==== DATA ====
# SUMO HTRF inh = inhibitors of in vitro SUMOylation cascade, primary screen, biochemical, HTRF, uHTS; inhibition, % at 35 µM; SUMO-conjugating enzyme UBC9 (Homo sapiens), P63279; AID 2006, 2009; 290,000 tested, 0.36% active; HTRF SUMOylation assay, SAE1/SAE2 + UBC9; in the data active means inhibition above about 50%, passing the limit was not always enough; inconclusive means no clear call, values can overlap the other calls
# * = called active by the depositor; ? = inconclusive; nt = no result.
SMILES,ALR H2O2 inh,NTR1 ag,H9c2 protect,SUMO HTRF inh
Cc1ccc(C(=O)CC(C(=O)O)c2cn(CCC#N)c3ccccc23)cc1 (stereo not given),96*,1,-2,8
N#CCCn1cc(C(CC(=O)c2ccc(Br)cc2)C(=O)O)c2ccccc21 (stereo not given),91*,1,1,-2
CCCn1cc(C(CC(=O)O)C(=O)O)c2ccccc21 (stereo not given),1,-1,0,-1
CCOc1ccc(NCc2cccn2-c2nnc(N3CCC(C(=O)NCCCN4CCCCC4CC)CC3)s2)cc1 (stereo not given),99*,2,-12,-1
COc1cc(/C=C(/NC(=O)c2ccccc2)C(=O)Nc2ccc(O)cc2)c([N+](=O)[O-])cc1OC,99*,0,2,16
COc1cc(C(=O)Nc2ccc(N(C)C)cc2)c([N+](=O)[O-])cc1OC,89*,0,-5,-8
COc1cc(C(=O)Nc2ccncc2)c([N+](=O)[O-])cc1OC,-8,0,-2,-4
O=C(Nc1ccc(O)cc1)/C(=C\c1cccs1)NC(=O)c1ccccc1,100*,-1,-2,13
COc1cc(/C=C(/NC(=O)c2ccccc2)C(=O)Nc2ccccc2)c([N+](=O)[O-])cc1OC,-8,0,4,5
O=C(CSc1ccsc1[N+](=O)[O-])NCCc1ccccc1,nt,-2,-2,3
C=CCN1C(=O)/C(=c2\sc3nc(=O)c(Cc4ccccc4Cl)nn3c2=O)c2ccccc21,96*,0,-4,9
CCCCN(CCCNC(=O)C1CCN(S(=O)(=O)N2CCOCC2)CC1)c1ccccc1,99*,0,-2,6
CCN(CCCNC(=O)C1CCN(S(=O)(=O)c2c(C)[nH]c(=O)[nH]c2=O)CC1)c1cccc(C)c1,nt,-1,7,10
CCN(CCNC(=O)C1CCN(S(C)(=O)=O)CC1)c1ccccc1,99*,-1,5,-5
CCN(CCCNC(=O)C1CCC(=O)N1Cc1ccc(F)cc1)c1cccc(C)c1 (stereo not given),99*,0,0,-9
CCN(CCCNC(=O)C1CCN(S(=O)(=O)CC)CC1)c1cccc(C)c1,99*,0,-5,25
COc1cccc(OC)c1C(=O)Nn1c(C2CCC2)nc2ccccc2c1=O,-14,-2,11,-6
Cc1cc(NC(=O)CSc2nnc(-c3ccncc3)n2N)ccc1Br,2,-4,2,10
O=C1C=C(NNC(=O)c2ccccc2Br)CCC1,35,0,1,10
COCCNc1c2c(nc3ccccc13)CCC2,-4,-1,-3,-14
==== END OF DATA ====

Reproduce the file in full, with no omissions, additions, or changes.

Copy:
# SUMO HTRF inh = inhibitors of in vitro SUMOylation cascade, primary screen, biochemical, HTRF, uHTS; inhibition, % at 35 µM; SUMO-conjugating enzyme UBC9 (Homo sapiens), P63279; AID 2006, 2009; 290,000 tested, 0.36% active; HTRF SUMOylation assay, SAE1/SAE2 + UBC9; in the data active means inhibition above about 50%, passing the limit was not always enough; inconclusive means no clear call, values can overlap the other calls
# * = called active by the depositor; ? = inconclusive; nt = no result.
SMILES,ALR H2O2 inh,NTR1 ag,H9c2 protect,SUMO HTRF inh
Cc1ccc(C(=O)CC(C(=O)O)c2cn(CCC#N)c3ccccc23)cc1 (stereo not given),96*,1,-2,8
N#CCCn1cc(C(CC(=O)c2ccc(Br)cc2)C(=O)O)c2ccccc21 (stereo not given),91*,1,1,-2
CCCn1cc(C(CC(=O)O)C(=O)O)c2ccccc21 (stereo not given),1,-1,0,-1
CCOc1ccc(NCc2cccn2-c2nnc(N3CCC(C(=O)NCCCN4CCCCC4CC)CC3)s2)cc1 (stereo not given),99*,2,-12,-1
COc1cc(/C=C(/NC(=O)c2ccccc2)C(=O)Nc2ccc(O)cc2)c([N+](=O)[O-])cc1OC,99*,0,2,16
COc1cc(C(=O)Nc2ccc(N(C)C)cc2)c([N+](=O)[O-])cc1OC,89*,0,-5,-8
COc1cc(C(=O)Nc2ccncc2)c([N+](=O)[O-])cc1OC,-8,0,-2,-4
O=C(Nc1ccc(O)cc1)/C(=C\c1cccs1)NC(=O)c1ccccc1,100*,-1,-2,13
COc1cc(/C=C(/NC(=O)c2ccccc2)C(=O)Nc2ccccc2)c([N+](=O)[O-])cc1OC,-8,0,4,5
O=C(CSc1ccsc1[N+](=O)[O-])NCCc1ccccc1,nt,-2,-2,3
C=CCN1C(=O)/C(=c2\sc3nc(=O)c(Cc4ccccc4Cl)nn3c2=O)c2ccccc21,96*,0,-4,9
CCCCN(CCCNC(=O)C1CCN(S(=O)(=O)N2CCOCC2)CC1)c1ccccc1,99*,0,-2,6
CCN(CCCNC(=O)C1CCN(S(=O)(=O)c2c(C)[nH]c(=O)[nH]c2=O)CC1)c1cccc(C)c1,nt,-1,7,10
CCN(CCNC(=O)C1CCN(S(C)(=O)=O)CC1)c1ccccc1,99*,-1,5,-5
CCN(CCCNC(=O)C1CCC(=O)N1Cc1ccc(F)cc1)c1cccc(C)c1 (stereo not given),99*,0,0,-9
CCN(CCCNC(=O)C1CCN(S(=O)(=O)CC)CC1)c1cccc(C)c1,99*,0,-5,25
COc1cccc(OC)c1C(=O)Nn1c(C2CCC2)nc2ccccc2c1=O,-14,-2,11,-6
Cc1cc(NC(=O)CSc2nnc(-c3ccncc3)n2N)ccc1Br,2,-4,2,10
O=C1C=C(NNC(=O)c2ccccc2Br)CCC1,35,0,1,10
COCCNc1c2c(nc3ccccc13)CCC2,-4,-1,-3,-14